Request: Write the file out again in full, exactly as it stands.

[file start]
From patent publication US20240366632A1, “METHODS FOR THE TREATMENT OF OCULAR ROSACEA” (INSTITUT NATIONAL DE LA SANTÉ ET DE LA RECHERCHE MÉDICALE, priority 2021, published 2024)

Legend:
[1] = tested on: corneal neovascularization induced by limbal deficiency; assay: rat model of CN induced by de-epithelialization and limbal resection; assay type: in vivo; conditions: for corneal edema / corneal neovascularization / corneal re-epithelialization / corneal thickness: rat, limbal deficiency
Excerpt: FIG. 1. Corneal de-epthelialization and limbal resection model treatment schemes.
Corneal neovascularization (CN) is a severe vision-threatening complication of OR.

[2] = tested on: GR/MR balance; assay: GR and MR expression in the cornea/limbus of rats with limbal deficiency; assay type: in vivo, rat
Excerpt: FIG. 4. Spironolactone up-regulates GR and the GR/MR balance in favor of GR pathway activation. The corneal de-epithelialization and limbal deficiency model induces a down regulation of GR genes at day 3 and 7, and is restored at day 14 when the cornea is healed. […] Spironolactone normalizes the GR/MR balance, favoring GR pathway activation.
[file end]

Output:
From patent publication US20240366632A1, “METHODS FOR THE TREATMENT OF OCULAR ROSACEA” (INSTITUT NATIONAL DE LA SANTÉ ET DE LA RECHERCHE MÉDICALE, priority 2021, published 2024)

Legend:
[1] = tested on: corneal neovascularization induced by limbal deficiency; assay: rat model of CN induced by de-epithelialization and limbal resection; assay type: in vivo; conditions: for corneal edema / corneal neovascularization / corneal re-epithelialization / corneal thickness: rat, limbal deficiency
Excerpt: FIG. 1. Corneal de-epthelialization and limbal resection model treatment schemes.
Corneal neovascularization (CN) is a severe vision-threatening complication of OR.

[2] = tested on: GR/MR balance; assay: GR and MR expression in the cornea/limbus of rats with limbal deficiency; assay type: in vivo, rat
Excerpt: FIG. 4. Spironolactone up-regulates GR and the GR/MR balance in favor of GR pathway activation. The corneal de-epithelialization and limbal deficiency model induces a down regulation of GR genes at day 3 and 7, and is restored at day 14 when the cornea is healed. […] Spironolactone normalizes the GR/MR balance, favoring GR pathway activation.